Asymmetric autonomy usually refers to an institutional arrangement in which different parts of a state enjoy different levels of autonomy. It arises in federations, when certain federal regions have more (or fewer) powers than others, or in unitary states, when some regions enjoy autonomy, including different levels of autonomy, while other regions are governed from the center. This is one of a number of kinds of asymmetry, as regions may also differ in their populations and resources, the representation that they have in the state’s central or federal institutions, and in the design of their own internal (regional) institutions.

      Asymmetric...

  6. Part II: Conflict Settlements
    • Chapter 7 Thinking About Asymmetry and Symmetry in the Remaking of Iraq
      (pp. 183-210)
      Brendan O’Leary

      The English poet John Keats told us that

      Beauty is truth, truth beauty,—that is all

      Ye know on earth, and all ye need to know. (“Ode on a Grecian Urn”)

      Sadly, however, many psychologists tell us that we judge beauty by people’s symmetry, not their truthfulness (Swami and Furnham 2007). The concept of symmetry, and its antonym asymmetry, contains both aesthetic and geometric ammunition. Symmetry suggests balanced form or balanced measure; asymmetry suggests the unbalanced, or the ill proportioned. Symmetry is also linked to the idea of correspondence: entities on opposite sides of a center, axis, dividing line, or...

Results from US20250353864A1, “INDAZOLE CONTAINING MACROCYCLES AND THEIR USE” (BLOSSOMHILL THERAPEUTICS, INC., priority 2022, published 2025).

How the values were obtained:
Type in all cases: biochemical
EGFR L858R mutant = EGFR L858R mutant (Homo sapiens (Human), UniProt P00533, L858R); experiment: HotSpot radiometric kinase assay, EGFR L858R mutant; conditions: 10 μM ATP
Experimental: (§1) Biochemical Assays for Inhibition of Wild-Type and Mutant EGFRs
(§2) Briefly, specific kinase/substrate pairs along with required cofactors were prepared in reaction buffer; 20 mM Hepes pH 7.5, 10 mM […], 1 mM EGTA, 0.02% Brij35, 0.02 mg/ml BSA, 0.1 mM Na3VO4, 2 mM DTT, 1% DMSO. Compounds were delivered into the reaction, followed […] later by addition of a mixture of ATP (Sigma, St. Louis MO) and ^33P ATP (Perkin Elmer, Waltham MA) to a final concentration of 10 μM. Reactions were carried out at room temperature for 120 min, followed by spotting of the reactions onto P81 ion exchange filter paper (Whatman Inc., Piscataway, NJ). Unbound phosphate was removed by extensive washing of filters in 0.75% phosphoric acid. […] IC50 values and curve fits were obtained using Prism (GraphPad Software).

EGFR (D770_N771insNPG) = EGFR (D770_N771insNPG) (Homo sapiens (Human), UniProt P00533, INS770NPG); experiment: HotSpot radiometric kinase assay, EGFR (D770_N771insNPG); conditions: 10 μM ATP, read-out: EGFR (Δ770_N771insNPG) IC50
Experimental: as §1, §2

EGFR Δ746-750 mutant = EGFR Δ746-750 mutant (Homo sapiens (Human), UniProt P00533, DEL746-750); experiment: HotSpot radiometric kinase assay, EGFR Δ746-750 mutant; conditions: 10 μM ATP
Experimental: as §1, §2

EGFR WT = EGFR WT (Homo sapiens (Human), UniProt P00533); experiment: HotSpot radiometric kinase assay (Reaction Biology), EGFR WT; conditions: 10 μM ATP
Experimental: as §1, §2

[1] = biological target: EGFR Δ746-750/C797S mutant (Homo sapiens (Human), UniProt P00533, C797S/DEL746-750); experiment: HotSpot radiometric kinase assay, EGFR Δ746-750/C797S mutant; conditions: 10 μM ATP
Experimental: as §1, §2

7. Part III: Emerging Settlements
    • Chapter 8 The Case for Asymmetric Federalism in Georgia: A Missed Opportunity
      (pp. 213-230)
      Jonathan Wheatley

      Let us first consider what we mean by federalism. By federalism I refer to the constitutional arrangements in place in federal political systems (Elazar 1987, 1993, 1994; Watts 1998), which include not only strict federations but a wider array of decentralized political systems such as confederacies, associated states, federacies, and constitutionally decentralized unions (Elazar 1987).